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Home > Gallery > Fedoskino > Over $500

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Title: Merchant's Feast
Artist: Kriger Alexander
Size: 26x19x10
Size (inches): 10.25x7.5x4
Price : $1650 SOLD!


Few words exist that can effectively describe this remarkable box by Fedoskino artist Alexander Kriger. Radiating with the brilliance of mother-of-pearl and wonderful oil paints, this composition is a reproduction of an oil-on-canvas painting by Russian artist Konstantin Makovskiy (1839-1915) from 1883. A popular but always exquisite composition, this can be a highlight of any collection!
The most notable figure of Russian academism (of the age of Realism), Makovskiy painted situational scenes from the daily life of ancient Russia. Along with the other painters involved in the "Wanderers" Movement, he painted common people without any social commentary. He was also well known for his myriad of portraits and images in which he artistically embodied characteristic representations of "beautiful life." Though not always in favor with critics, his popularity extended all the way to the top of Russia's nobility, as he was Tsar Alexander III's favorite artist. His painting "Children, Hiding from Thunderstorms" is currently displayed in the Tretyakov Gallery. His younger brother, Vladimir Makovskiy, was also an established genre artist. The Tretyakov Gallery also houses one of his works, "Collapse of the Bank." Konstantin's painting "The Boyar's Wedding" is part of an extensive collection of Russian works held in the Hillwood Museum and Gardens in Washington, D.C., which was founded by Marjorie Merriweather Post.
This large (93" x 154") painting depicts one of the most important social and political events of old Russia, a wedding uniting two families of the powerful boyar class that dominated Muscovite politics in the sixteenth and seventeenth centuries. The artist has singled out that moment during the wedding feast when the guests toast the bridal couple with the traditional chant of "gor'ko, gor'ko," meaning "bitter, bitter," a reference to the wine, which has supposedly turned bitter. The newlywed couple must kiss to make the wine sweet again (this tradition continues even today). The toast occurs towards the end of the feast when a roasted swan is brought in, the last dish presented before the couple retires.
As noted in I. Ukhanova's book RUSSIAN LACQUERS - 200 ANNIVERSARY OF THE LUKUTIN WORKSHOPS , the first appearances of "The Boyar's Wedding" on lacquer miniature were from the Lukutin Workshops, fairly quickly after the original painting was complete. During the period just before the turn of the century, the Lukutine artists tried to depict historical and romantic scenes from Russia's past. Examples of these works included "The Demon and Tamara," "The Silver Duke," "Boyarina by the Fence," and "The Boyar's Wedding."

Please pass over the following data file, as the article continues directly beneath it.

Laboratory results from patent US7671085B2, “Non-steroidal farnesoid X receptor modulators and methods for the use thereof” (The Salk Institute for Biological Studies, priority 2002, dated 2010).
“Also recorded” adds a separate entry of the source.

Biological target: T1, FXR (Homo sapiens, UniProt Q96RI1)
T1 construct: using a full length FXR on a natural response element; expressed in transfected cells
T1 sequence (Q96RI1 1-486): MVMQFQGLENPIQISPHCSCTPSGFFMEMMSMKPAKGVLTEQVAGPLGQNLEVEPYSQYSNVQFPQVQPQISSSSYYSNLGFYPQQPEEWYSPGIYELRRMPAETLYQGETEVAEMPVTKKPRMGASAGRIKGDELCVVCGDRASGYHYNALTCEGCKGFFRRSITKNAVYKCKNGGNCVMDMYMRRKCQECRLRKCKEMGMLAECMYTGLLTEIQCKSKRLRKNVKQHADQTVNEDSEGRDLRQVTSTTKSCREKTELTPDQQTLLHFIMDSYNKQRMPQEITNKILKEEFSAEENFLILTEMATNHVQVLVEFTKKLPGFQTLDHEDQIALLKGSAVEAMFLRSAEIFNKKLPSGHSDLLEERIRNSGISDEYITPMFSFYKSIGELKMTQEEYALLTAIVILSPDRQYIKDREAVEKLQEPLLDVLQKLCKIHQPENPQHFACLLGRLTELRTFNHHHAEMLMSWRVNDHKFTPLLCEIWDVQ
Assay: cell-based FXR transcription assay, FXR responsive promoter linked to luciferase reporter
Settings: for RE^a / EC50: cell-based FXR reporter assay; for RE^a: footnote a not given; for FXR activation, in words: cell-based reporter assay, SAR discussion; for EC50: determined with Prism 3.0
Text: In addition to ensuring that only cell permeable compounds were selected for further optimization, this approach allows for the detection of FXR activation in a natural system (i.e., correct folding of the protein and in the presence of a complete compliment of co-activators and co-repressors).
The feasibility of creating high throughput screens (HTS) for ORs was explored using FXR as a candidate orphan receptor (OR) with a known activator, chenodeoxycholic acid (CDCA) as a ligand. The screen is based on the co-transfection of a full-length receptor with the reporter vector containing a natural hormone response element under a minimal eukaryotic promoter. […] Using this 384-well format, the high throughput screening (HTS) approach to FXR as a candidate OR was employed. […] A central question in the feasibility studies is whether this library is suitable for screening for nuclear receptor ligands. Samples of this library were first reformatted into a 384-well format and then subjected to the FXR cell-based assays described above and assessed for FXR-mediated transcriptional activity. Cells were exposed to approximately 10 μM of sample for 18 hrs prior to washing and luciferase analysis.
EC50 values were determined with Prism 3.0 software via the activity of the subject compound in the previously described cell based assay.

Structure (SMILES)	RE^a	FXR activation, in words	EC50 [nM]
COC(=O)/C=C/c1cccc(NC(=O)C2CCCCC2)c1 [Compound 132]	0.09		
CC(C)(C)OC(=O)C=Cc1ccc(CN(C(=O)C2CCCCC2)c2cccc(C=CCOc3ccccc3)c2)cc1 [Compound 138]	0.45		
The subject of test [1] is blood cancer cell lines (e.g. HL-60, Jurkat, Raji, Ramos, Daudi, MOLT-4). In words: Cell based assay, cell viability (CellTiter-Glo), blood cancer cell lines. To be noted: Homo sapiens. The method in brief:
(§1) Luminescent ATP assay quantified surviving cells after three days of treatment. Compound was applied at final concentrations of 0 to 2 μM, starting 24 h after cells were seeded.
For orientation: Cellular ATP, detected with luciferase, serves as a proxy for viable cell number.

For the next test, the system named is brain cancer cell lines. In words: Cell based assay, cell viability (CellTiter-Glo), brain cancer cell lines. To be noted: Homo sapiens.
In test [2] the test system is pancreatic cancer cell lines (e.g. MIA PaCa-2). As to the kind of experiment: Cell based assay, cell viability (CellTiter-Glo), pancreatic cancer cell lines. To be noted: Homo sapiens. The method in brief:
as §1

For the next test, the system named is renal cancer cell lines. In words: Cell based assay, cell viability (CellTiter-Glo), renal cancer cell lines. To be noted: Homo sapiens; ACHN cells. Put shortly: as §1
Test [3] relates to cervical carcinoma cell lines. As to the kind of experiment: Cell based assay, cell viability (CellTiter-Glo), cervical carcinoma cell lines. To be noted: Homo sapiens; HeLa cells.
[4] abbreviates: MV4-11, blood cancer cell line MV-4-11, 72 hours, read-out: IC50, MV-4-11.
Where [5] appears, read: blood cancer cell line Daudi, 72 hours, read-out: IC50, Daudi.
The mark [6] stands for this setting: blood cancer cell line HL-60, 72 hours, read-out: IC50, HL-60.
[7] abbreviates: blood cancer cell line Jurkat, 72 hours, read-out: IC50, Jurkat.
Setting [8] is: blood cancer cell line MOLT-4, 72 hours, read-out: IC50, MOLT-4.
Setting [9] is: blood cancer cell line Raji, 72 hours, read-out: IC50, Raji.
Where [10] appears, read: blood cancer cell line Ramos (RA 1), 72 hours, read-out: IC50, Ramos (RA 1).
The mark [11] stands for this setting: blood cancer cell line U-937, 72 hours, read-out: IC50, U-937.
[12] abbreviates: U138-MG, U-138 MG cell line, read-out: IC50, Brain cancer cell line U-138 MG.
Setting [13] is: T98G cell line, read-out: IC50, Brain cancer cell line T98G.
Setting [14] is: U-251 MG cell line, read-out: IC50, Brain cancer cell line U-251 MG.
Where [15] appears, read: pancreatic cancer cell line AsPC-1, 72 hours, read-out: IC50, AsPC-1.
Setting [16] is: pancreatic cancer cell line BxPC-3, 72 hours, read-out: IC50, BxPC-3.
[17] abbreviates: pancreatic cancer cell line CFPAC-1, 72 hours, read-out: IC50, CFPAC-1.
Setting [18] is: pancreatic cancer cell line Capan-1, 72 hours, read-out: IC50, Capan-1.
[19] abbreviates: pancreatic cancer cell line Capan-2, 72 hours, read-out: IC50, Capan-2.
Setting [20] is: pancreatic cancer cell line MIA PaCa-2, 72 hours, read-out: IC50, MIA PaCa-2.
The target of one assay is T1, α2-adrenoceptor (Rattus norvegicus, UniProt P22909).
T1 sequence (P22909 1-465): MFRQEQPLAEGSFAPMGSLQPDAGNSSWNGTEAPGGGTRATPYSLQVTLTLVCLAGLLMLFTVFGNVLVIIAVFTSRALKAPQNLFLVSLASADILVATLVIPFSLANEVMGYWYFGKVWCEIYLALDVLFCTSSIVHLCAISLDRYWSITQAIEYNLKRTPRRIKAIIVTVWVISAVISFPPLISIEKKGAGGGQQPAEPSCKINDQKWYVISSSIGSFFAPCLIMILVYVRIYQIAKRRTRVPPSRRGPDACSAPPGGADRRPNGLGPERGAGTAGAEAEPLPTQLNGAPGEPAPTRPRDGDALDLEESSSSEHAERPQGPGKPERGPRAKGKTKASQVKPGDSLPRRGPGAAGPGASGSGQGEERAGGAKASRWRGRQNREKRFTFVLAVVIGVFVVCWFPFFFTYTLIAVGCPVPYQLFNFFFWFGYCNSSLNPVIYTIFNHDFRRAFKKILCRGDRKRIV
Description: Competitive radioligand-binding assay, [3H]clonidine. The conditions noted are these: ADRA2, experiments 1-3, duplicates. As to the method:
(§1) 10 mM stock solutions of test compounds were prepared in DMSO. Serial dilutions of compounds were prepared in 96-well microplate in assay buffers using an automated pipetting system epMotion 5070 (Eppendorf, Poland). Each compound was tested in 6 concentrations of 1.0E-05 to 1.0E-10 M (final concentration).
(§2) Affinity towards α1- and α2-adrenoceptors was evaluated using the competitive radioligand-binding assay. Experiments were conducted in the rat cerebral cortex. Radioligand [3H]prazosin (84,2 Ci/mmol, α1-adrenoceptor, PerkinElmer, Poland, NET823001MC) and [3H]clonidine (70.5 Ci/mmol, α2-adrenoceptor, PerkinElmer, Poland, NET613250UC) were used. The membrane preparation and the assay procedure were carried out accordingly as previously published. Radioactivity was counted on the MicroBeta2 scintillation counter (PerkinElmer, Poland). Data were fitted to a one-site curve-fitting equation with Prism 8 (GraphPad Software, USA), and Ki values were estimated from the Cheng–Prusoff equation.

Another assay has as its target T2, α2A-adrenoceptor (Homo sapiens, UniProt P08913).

Artist Kriger has wonderfully entwined the realism of Makovskiy with the magical beauty of Fedoskino miniature. The background of this composition is painted with the smooth tones of traditional Fedoskino oil paints. She has then mixed brightly colored paints with crushed mother-of-pearl for much of the attire of these merrymaking nobles. The textures of the scene have been magnificently transferred to this miniature. The wispy veil of the bride has been depicted with transparent paints, and hundreds of individual brushstrokes make up the fur of the nobles' coats in the foreground. Shading and color variation, although not readily noticeable, add tremendous realism to the composition.
Adding even more dimension and splendor to this piece, the artist has then incorporated multiple sections of inlaid mother-of-pearl, most notably in the right window in the background. There is also mother-of-pearl inlay on the left side, for a portion of the swan and the shimmering tray, and sections in the center used for the four noblewomens' hats. All of the inlay work is extremely well done. Topping it off with generous amounts of gold paint, this scene gleams with the grandeur of the old Russian aristocracy. The artist has taken advantage of the original positioning of each of the characters facing the newlyweds, and has painted each face with extreme life-like detail and expression.
The artist has signed and dated the painting at the bottom of the box.
Truly a master work!

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